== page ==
Democrats in Tough Re-election Races Dodge Felon Voting Issue

Monday, 03 Mar 2014 08:08 AM

By Elliot Jager

Share:
  Comment  |
   Contact Us  |
  Print  
|  A   A  
  Copy Shortlink
Democrats facing close Senate re-election races are distancing themselves from proposals to allow convicted felons to regain voting rights after serving their sentences.

Several senators, including Jeanne Shaheen of New Hampshire, Mark Udall of Colorado, Kay Hagan of North Carolina, Mark Pryor of Arkansas, and Mark Begich of Alaska, avoided the question when The Hill asked them about their stance.

State policies regarding whether ex-felons may vote vary. Ten states — Alabama, Arizona, Florida, Iowa, Kentucky, Mississippi, Nevada, Tennessee, Virginia, and Wyoming — bar most felons from ever voting. In Maine and Vermont, all — even those still in prison, can cast a ballot, the Pew Charitable Trust reported.

Pew estimates that a total of 5.85 million Americans are disenfranchised. In Florida, 11 percent — one in nine potential voters — are barred. The number of African Americans without a vote in the Sunshine State is close to one in four.

Liberalizing the rules would empower a disproportionately black and Democratic-leaning cohort to re-enter the electoral process, the Hill says.

Maryland Democratic Sen. Ben Cardin plans to introduce a bill that would automatically re-enfranchise felons upon their release from prison, a position backed by Attorney General Eric Holder.

Among Democrats who responded to The Hill's question, Virginia Sen. Mark Warner, running against Republican challenger Ed Gillespie, said he supports restoring voting rights to nonviolent felons. With regard to those who had committed violent crimes, Warner said he would want to give the issue more thought.

Kentucky's Democratic Secretary of State, Alison Lundergan Grimes, who is running for the U.S. Senate seat now held by Minority Leader Mitch McConnell, supports restoring voting rights to ex-felons.

Illinois Sen. Dick Durbin who is confident of re-election said, "Except in the rarest circumstances, after they've paid their price to society, they ought to be participants in our electoral system."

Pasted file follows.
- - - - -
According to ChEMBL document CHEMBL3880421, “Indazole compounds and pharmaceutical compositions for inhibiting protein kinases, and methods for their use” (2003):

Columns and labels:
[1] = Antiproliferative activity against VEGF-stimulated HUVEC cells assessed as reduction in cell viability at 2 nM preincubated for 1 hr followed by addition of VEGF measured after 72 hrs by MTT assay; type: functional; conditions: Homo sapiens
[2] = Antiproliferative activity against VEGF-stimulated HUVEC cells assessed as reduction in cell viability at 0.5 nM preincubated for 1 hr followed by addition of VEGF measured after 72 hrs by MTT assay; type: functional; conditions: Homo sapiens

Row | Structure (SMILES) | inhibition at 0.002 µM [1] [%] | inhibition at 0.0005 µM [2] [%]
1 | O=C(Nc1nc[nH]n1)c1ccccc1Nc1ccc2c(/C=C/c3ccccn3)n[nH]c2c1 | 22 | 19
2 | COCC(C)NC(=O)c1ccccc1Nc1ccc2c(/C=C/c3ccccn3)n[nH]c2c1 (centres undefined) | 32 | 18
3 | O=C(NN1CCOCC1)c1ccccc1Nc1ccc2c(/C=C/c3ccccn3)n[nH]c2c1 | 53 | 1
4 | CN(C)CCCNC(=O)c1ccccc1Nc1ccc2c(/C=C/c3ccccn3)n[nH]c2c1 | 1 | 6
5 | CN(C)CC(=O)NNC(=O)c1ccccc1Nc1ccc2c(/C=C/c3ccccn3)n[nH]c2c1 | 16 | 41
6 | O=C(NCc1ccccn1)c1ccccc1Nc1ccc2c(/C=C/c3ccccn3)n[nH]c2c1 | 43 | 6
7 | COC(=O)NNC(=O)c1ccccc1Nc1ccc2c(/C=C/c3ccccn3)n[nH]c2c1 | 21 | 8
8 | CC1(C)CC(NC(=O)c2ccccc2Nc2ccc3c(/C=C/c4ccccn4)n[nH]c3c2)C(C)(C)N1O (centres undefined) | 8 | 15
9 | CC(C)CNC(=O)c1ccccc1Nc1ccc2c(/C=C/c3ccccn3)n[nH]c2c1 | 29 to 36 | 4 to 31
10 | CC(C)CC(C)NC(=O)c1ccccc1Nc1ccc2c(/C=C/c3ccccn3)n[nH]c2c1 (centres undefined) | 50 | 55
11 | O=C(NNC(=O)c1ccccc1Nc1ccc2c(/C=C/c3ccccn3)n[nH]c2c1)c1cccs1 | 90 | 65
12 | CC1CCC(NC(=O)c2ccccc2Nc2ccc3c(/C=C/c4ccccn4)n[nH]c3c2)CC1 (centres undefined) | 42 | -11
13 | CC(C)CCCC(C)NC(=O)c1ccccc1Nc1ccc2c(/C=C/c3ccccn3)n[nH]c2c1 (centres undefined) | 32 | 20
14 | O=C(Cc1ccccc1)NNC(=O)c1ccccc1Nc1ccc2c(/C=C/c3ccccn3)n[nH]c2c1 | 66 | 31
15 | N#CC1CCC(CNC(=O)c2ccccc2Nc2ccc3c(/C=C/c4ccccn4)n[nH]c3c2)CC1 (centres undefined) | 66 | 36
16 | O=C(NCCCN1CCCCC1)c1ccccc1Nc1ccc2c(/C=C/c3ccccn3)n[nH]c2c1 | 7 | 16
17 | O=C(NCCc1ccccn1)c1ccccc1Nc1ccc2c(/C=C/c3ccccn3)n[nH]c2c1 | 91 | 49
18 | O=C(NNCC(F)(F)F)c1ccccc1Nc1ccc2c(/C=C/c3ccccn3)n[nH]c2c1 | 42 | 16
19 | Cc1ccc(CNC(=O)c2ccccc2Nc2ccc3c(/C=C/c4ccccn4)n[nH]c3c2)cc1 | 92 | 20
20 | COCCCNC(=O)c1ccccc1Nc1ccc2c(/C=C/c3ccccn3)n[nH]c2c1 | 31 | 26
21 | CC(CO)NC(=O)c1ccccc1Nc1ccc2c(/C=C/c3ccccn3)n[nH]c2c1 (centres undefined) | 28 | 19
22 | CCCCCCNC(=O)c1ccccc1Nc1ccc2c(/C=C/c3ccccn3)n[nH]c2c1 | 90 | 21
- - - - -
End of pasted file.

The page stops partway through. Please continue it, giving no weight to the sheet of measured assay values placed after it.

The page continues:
On the Republican side, Kentucky Sen. Rand Paul is also drafting legislation that would restore voting rights to released nonviolent ex-felons.

Related Stories


© 2014 Newsmax. All rights reserved.

Share:
  Comment  |
   Contact Us  |
  Print  
  Copy Shortlink
Around the Web
Join the Newsmax Community
Please review Community Guidelines before posting a comment.
>> Register to share your comments with the community.
>> Login if you are already a member.
blog comments powered by Disqus
 
Email:
Retype Email:
Country
Zip Code:
 
Hot Topics
Follow Newsmax
Like us
on Facebook
Follow us
on Twitter
Add us
on Google Plus
Around the Web
You May Also Like

House Campaign Chair: Obama's Low Ratings Won't Hurt Dems in Nov.

Tuesday, 29 Jul 2014 14:00 PM

President Barack Obama's low popularity ratings among voters will not harm Democrats running for office in November's mi . . .

Rand Paul Laying Groundwork for 2016 With Iowa Trip

Tuesday, 29 Jul 2014 13:04 PM

In what many see as a sign of his intent to run for the Republican presidential nomination, Sen. Rand Paul of Kentucky w . . .

W. Va. Dem Senate Candidate Separates Herself From Obama

Tuesday, 29 Jul 2014 12:39 PM

West Virginia's Democratic U.S. Senate candidate Natalie Tennant is turning the lights out on Obama's White House.
 . . .

Most Commented

Newsmax, Moneynews, and Independent. American. are registered trademarks of Newsmax Media, Inc. Newsmax TV, NewsmaxWorld, NewsmaxHealth, are trademarks of Newsmax Media, Inc.

 
NEWSMAX.COM
America's News Page
©  Newsmax Media, Inc.
All Rights Reserved